12,000 Nigerians In Germany Face Likely Deportation

At least 12,000 Nigerians living in Germany may be deported next year.

Germany’s global head of programme, migration and development, Ralf Sanftenberg, disclosed this during a visit to the senior special assistant to President Muhammadu Buhari on foreign affairs and diaspora, Abike Dabiri-Erewa.

According to him, “We have over 37,000 Nigerians in Germany and more than 12,000 of them are asylum seekers.There is a little chance for their applications to be moved and they may be forced to come back to Nigeria next year.”

Sanftenberg, who is the leader of delegation from the German ministry of economic cooperation and development, said he was on a site assessment mission for Nigerians who are voluntarily returning to the country.

He said 99 per cent of the asylum seekers would likely be denied asylum status because Nigeria is not among war countries and added that asylum seekers willing to return to Nigeria voluntarily will not be forced back or deported but would be assisted through a support programme organised by Germany.

In another development, the federal government has sought an end to the killings of Nigerians in South Africa and has demanded justice for a Nigerian, Tochukwu Nnadi, killed in Johannesburg in December 2016, by South African police officers.

Dabiri-Erewa made the demand yesterday when she visited the South African high commissioner to Nigeria, Lulu Mnguni, in Abuja.

The senior special assistant to President Buhari on foreign affairs and decried the killing of over 116 Nigerians in South Africa within two years, pointing out that 63 per cent of the extra-judicial killings are carried out by the police.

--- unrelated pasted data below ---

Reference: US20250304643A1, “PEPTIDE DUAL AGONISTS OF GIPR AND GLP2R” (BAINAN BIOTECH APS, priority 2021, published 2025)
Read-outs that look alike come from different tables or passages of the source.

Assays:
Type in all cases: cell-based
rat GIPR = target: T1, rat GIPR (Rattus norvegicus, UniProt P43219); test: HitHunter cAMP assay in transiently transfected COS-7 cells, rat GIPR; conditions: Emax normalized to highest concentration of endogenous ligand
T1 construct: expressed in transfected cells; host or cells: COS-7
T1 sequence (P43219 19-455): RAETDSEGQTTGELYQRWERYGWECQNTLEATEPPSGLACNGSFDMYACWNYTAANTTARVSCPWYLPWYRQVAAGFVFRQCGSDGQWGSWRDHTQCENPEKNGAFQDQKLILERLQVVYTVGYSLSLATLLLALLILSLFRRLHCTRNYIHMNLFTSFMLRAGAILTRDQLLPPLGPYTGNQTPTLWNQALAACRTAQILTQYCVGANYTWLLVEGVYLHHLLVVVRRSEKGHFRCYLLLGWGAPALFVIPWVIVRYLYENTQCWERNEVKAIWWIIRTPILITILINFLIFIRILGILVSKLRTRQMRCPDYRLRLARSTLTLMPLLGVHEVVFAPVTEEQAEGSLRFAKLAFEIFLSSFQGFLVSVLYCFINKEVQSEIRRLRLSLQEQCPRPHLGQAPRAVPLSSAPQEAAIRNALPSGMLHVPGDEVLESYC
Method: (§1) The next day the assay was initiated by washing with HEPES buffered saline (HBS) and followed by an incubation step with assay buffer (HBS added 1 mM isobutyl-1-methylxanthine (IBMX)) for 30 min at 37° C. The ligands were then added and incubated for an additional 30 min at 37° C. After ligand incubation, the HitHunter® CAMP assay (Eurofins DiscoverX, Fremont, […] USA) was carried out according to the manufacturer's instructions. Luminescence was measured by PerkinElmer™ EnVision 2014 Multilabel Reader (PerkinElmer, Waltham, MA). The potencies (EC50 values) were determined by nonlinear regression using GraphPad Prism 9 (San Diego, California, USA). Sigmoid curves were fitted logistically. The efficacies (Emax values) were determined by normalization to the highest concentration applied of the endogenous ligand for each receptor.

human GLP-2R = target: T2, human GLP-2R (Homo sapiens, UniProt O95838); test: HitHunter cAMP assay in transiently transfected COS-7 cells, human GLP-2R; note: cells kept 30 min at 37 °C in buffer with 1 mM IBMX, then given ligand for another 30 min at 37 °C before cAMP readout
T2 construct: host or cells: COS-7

“The last time we came here was on a sad note, we are here again on another sad note, but you have made very good comment about the fact that we need to work together to stop what is going on anywhere in Africa. We are worried about the criminalisation of immigrants especially among ourselves and we are worried in particular about the criminalisation of Nigerian migrants in South Africa,” she stated.

She pointed out that rather than criminalise Nigerians, Nigeria and South Africa should engage in cooperation that could lead to social-economic development as the ‘two giants of Africa.’

While cautioning against jungle justice and the need for South African authorities to educate their citizens on the need to stop killings of immigrants which she described as senseless, Dabiri-Erewa said, “Yes, some do commit crimes and they deserved to be punished, but the extra-judicial killings worried us. In the last two years, 116 Nigerians had been killed in South Africa and according to statistics, 63 per cent of them were killed by the police and we hope that the death of the Nigerian who died on the 29th of December, 2016, would get justice in the hands of the South African authorities because I know you will and I believe you will.”

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